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Braves expect Tommy Hanson to be “ready to go” after shoulder problems

Jan 18, 2012, 12:20 PM EDT

Tommy Hanson AP

Tommy Hanson missed the final two months of last season with a partially torn rotator cuff in his right shoulder, suffering multiple setbacks along the way as he unsuccessfully tried to return to the Braves’ rotation.

That makes him a big question mark for 2012, but general manager Frank Wren told David O’Brien of the Atlanta Journal Constitution that “our expectations are that he comes into spring training ready to go.”

Wren added that Hanson “feels good” and is “doing really well” in his recovery.

Hanson got knocked around prior to landing on the disabled list, allowing 24 runs in his final 27 innings, including serving up four homers in his last start, yet still posted a 3.60 ERA and 142/46 K/BB ratio in 130 innings overall.

When healthy he’s been one of the most underrated starters in baseball, going 32-22 with a 3.28 ERA in 77 career starts through age 24.

  1. crash1582 - Jan 18, 2012 at 1:00 PM

    He’ll be ready to go opening day…. we’ll see what condition he is in come Allstar Break. I have no doubt most anybody can get healthy after having the last 10 weeks of the season, and an offseason to recover. This goes for Jurjens as well. If these 2 go out again, it will make a long season for us Braves fans. I like both of these guys when they are healthy, but get prepared to see some Gwinette pitchers this year…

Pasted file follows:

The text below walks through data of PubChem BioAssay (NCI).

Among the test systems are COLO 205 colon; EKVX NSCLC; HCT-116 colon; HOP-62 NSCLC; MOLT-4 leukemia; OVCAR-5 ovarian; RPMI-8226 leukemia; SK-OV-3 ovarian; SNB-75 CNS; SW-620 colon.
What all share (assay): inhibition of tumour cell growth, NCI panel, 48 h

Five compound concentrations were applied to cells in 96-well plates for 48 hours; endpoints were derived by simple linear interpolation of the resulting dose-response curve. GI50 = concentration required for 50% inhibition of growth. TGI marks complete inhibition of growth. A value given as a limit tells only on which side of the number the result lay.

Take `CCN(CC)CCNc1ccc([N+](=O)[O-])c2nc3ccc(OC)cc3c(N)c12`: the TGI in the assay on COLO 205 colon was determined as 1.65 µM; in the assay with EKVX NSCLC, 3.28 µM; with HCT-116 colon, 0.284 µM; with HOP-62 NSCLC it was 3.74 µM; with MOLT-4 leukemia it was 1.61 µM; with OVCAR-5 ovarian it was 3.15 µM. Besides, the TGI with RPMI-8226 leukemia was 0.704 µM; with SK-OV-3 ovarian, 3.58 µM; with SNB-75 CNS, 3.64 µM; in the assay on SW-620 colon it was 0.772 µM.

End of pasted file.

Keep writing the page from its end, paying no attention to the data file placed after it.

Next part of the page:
2. foreverchipper10 - Jan 18, 2012 at 1:04 PM

    Please be healthy please be healthy please be healthy…

  3. phatnate - Jan 18, 2012 at 4:32 PM

    I wouldn’t count on Tommy to have a good year.. I am no expert, but his throwing motion puts a lot of stress on his shoulder. He has this hesitation at the top of his windup where he slows his delivery down, and then he violently jerks the arm and the shoulder thru the delivery to the release point. The motion is deceptive to the hitter but puts a lot of stress on his shoulder. The other thing that is going to prevent Tommy from becoming an elite pitcher is that he can’t hold any runners on. His delivery to the plate is long, because of the hesitation at the top of his motion, so any runner that gets on first that has any speed always ends up on 2nd base.

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